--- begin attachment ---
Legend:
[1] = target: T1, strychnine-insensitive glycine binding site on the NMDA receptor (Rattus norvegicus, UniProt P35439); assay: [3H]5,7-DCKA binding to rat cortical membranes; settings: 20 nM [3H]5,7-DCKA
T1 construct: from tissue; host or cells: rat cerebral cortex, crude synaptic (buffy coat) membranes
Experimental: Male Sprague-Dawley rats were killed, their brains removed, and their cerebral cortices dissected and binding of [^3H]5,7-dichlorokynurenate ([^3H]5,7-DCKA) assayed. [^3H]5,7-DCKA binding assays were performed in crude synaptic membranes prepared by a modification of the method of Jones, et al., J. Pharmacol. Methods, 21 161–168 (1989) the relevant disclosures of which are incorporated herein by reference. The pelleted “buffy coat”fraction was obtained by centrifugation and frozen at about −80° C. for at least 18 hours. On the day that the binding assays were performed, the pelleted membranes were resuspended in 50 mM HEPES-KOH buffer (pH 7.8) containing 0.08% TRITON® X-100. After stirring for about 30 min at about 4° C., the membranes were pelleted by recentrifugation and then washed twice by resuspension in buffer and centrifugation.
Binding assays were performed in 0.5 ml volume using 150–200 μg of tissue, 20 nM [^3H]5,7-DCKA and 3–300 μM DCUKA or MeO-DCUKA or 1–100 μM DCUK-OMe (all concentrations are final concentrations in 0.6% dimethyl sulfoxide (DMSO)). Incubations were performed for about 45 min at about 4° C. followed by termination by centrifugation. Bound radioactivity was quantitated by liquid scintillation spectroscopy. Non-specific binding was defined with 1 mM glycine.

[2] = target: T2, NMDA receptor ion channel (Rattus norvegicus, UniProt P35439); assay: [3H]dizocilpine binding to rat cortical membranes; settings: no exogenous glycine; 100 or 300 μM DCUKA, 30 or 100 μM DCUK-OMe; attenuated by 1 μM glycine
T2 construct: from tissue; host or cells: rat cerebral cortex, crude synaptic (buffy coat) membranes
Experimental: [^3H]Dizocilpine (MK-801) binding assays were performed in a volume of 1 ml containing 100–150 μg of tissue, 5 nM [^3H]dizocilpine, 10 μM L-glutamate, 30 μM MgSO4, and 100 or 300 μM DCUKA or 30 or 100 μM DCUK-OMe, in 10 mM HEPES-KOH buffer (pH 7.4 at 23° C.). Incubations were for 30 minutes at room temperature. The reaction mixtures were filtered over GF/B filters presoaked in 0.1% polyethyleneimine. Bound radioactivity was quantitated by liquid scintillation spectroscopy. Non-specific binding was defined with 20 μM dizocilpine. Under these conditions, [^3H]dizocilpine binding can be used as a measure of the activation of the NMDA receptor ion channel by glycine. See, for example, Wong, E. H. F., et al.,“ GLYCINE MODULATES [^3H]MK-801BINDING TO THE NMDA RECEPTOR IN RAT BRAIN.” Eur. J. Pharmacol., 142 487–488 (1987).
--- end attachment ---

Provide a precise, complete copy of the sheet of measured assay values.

Legend:
[1] = target: T1, strychnine-insensitive glycine binding site on the NMDA receptor (Rattus norvegicus, UniProt P35439); assay: [3H]5,7-DCKA binding to rat cortical membranes; settings: 20 nM [3H]5,7-DCKA
T1 construct: from tissue; host or cells: rat cerebral cortex, crude synaptic (buffy coat) membranes
Experimental: Male Sprague-Dawley rats were killed, their brains removed, and their cerebral cortices dissected and binding of [^3H]5,7-dichlorokynurenate ([^3H]5,7-DCKA) assayed. [^3H]5,7-DCKA binding assays were performed in crude synaptic membranes prepared by a modification of the method of Jones, et al., J. Pharmacol. Methods, 21 161–168 (1989) the relevant disclosures of which are incorporated herein by reference. The pelleted “buffy coat”fraction was obtained by centrifugation and frozen at about −80° C. for at least 18 hours. On the day that the binding assays were performed, the pelleted membranes were resuspended in 50 mM HEPES-KOH buffer (pH 7.8) containing 0.08% TRITON® X-100. After stirring for about 30 min at about 4° C., the membranes were pelleted by recentrifugation and then washed twice by resuspension in buffer and centrifugation.
Binding assays were performed in 0.5 ml volume using 150–200 μg of tissue, 20 nM [^3H]5,7-DCKA and 3–300 μM DCUKA or MeO-DCUKA or 1–100 μM DCUK-OMe (all concentrations are final concentrations in 0.6% dimethyl sulfoxide (DMSO)). Incubations were performed for about 45 min at about 4° C. followed by termination by centrifugation. Bound radioactivity was quantitated by liquid scintillation spectroscopy. Non-specific binding was defined with 1 mM glycine.

[2] = target: T2, NMDA receptor ion channel (Rattus norvegicus, UniProt P35439); assay: [3H]dizocilpine binding to rat cortical membranes; settings: no exogenous glycine; 100 or 300 μM DCUKA, 30 or 100 μM DCUK-OMe; attenuated by 1 μM glycine
T2 construct: from tissue; host or cells: rat cerebral cortex, crude synaptic (buffy coat) membranes
Experimental: [^3H]Dizocilpine (MK-801) binding assays were performed in a volume of 1 ml containing 100–150 μg of tissue, 5 nM [^3H]dizocilpine, 10 μM L-glutamate, 30 μM MgSO4, and 100 or 300 μM DCUKA or 30 or 100 μM DCUK-OMe, in 10 mM HEPES-KOH buffer (pH 7.4 at 23° C.). Incubations were for 30 minutes at room temperature. The reaction mixtures were filtered over GF/B filters presoaked in 0.1% polyethyleneimine. Bound radioactivity was quantitated by liquid scintillation spectroscopy. Non-specific binding was defined with 20 μM dizocilpine. Under these conditions, [^3H]dizocilpine binding can be used as a measure of the activation of the NMDA receptor ion channel by glycine. See, for example, Wong, E. H. F., et al.,“ GLYCINE MODULATES [^3H]MK-801BINDING TO THE NMDA RECEPTOR IN RAT BRAIN.” Eur. J. Pharmacol., 142 487–488 (1987).